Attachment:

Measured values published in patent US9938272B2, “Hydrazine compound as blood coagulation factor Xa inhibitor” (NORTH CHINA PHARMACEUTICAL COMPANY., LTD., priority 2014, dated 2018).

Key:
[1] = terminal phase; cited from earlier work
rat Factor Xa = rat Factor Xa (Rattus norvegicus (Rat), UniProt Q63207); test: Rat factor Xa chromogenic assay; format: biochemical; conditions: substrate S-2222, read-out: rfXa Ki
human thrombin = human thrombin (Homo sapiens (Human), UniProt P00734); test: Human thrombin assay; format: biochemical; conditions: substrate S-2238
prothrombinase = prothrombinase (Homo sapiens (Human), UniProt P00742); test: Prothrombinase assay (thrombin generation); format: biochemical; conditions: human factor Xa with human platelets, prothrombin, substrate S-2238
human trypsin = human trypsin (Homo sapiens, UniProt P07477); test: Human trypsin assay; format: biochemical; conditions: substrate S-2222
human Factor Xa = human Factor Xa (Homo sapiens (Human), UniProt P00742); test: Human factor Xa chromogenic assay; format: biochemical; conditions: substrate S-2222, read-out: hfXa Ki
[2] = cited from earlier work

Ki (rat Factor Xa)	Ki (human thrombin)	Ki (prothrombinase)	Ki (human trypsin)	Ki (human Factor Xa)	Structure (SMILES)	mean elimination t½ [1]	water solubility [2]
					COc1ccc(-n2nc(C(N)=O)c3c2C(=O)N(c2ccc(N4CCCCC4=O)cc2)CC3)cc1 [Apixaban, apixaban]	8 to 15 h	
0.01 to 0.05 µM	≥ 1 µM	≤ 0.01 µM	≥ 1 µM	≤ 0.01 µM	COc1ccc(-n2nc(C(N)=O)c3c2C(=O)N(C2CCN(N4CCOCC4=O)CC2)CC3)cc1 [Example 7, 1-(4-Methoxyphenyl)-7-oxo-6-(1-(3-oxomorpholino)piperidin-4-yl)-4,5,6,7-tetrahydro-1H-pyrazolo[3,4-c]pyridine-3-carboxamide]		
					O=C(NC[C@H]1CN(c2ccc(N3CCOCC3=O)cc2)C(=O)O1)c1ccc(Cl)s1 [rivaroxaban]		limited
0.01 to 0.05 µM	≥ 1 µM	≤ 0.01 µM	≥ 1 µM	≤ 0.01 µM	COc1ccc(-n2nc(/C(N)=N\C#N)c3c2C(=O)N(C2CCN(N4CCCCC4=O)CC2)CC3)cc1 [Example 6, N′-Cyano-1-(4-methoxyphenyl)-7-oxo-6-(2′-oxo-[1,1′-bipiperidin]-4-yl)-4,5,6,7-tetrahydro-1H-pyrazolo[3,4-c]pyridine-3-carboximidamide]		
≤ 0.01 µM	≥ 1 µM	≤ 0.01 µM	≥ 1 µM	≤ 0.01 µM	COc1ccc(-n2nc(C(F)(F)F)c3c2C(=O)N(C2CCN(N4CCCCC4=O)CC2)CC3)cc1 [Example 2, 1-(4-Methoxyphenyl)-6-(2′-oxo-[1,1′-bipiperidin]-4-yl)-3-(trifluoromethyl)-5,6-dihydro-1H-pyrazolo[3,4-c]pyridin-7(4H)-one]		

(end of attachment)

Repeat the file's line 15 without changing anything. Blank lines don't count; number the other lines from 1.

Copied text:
≤ 0.01 µM	≥ 1 µM	≤ 0.01 µM	≥ 1 µM	≤ 0.01 µM	COc1ccc(-n2nc(C(F)(F)F)c3c2C(=O)N(C2CCN(N4CCCCC4=O)CC2)CC3)cc1 [Example 2, 1-(4-Methoxyphenyl)-6-(2′-oxo-[1,1′-bipiperidin]-4-yl)-3-(trifluoromethyl)-5,6-dihydro-1H-pyrazolo[3,4-c]pyridin-7(4H)-one]		